by David Snopek on May 24, 2017 - 9:30am

As you may know, Drupal 6 has reached End-of-Life (EOL) which means the Drupal Security Team is no longer doing Security Advisories or working on security patches for Drupal 6 core or contrib modules - but the Drupal 6 LTS vendors are and we're one of them!

Today, there is a Critical security release for the AES encryption module.

The AES module provides an API for encrypting and decrypting data via AES. It also allows storing Drupal passwords encrypted in the database (rather than hashed) which can allow site administrators with high enough permissions to view user passwords.

Previously, the module implemented AES poorly, such that the encryption was weakened and could have potentially made it easier for an attacker to decrypt given enough examples of the encrypted data.

(A note about the timing of this release: the AES module was unsupported on March 1st, and we started working on a fix right away in the D6LTS queue. We usually release D6LTS patches the same day the D7/D8 patches are posted or two weeks after a module is unsupported, however, in this case we had only a single Enterprise customer using AES and so we worked on it according to a timeline dictated by them, which involved testing their custom modules using the AES API with their team. So, we're releasing this after it's been fully tested and deployed for our one affected customer - if more customers had been affect it would have been released same-day, as usual.)

Here you can download the Drupal 6 patch.

If you have a Drupal 6 site using the AES module, we recommend you update immediately! We have already deployed the patch for all of our Drupal 6 Long-Term Support clients. :-)

If you'd like all your Drupal 6 modules to receive security updates and have the fixes deployed the same day they're released, please check out our D6LTS plans.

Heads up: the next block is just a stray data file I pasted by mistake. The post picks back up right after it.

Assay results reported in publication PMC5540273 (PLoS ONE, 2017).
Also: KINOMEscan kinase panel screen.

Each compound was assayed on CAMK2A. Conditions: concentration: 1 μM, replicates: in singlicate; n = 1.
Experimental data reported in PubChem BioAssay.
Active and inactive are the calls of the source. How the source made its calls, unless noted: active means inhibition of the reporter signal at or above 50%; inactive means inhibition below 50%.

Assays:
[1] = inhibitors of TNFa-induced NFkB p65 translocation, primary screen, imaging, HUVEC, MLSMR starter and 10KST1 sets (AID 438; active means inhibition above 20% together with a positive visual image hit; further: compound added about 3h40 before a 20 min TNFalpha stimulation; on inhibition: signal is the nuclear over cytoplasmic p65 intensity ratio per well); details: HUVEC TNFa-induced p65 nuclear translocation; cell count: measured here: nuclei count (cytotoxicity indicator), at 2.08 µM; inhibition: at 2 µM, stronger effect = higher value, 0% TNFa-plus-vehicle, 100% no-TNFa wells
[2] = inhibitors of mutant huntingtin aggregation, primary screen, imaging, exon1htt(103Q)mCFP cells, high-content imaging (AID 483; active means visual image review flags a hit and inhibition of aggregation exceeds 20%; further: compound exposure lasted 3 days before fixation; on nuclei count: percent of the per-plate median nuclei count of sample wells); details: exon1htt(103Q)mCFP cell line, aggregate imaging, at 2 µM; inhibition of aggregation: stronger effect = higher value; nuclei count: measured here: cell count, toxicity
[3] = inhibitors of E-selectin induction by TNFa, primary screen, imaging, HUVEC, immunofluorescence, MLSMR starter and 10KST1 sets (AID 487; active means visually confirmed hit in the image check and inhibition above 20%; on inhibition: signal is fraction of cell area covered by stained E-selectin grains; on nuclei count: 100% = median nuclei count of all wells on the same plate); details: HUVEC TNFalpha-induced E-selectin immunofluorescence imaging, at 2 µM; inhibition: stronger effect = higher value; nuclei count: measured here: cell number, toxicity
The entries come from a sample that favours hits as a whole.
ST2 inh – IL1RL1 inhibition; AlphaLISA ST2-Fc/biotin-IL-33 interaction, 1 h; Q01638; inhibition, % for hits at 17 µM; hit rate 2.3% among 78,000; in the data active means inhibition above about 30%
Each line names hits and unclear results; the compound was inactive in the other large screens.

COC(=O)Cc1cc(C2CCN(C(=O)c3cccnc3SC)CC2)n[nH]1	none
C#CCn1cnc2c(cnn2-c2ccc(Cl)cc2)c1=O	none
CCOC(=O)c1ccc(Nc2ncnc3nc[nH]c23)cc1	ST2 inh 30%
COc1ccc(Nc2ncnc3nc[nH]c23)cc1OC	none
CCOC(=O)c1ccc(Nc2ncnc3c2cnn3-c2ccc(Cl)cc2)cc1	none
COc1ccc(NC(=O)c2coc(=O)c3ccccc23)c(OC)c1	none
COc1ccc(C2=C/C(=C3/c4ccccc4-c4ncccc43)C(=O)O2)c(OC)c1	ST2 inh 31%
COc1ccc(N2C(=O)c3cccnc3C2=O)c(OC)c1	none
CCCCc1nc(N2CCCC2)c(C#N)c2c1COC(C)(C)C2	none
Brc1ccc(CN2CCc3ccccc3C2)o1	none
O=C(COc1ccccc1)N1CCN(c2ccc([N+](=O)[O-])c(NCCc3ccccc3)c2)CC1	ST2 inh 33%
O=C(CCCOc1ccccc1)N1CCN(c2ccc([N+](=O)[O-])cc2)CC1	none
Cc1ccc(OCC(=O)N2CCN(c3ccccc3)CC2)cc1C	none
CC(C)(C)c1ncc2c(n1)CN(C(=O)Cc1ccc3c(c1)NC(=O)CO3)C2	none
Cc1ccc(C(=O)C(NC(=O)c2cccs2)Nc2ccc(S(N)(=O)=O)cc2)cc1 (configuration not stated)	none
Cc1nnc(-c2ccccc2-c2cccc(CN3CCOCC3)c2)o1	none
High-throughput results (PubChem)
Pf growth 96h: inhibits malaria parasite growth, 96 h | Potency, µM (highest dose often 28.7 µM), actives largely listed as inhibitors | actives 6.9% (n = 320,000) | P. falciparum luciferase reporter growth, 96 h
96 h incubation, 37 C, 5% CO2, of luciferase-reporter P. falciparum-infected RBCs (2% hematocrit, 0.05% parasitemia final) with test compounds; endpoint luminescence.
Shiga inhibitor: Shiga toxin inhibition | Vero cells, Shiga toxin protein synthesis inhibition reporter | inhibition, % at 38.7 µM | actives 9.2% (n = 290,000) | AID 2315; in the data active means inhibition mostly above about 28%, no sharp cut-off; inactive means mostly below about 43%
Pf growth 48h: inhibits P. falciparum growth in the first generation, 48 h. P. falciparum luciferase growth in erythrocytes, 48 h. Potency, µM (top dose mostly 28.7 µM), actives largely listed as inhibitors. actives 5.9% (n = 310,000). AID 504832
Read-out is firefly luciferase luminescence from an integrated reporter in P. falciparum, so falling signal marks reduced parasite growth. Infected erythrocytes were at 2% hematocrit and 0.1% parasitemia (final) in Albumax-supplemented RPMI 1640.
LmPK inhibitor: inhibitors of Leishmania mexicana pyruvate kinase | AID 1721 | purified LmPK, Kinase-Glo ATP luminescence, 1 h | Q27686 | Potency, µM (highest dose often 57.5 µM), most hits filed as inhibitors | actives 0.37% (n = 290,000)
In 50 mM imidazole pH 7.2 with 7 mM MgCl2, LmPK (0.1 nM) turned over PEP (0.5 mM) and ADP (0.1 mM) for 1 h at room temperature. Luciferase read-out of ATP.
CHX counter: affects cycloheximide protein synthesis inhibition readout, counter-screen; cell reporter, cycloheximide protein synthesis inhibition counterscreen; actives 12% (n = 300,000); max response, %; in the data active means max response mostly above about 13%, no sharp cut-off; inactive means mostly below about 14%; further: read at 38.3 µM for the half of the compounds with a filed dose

Note: if you use the myDropWizard module (totally free!), you'll be alerted to these and any future security updates, and will be able to use drush to install them (even though they won't necessarily have a release on

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Hey David, there's one thing I always wonder. What could be the reason to stay on Drupal 6 now, with the migration being made a lot simpler and all? :)

Hey! It really depends on the organization: Can they afford the migration right now? What additional value can they gain by migrating to Drupal 8? Even if the process is simpler, it can still take quite a long time and be pretty costly. If there isn't something new they want to do with there site to provide them with additional value, it can be hard to justify rebuilding a site that's essentially the same, when there's other projects (non-web ones) competing for the same budget which will provide additional value to the organization.

I wrote an article about this quite a while ago now:

Much of what I wrote there is out-of-date now (Drupal 8 is a lot more ready!) but the high-level idea still applies: wait until the right time for your organization, it'll be cheaper, even if you have to pay for D6LTS in the meantime.

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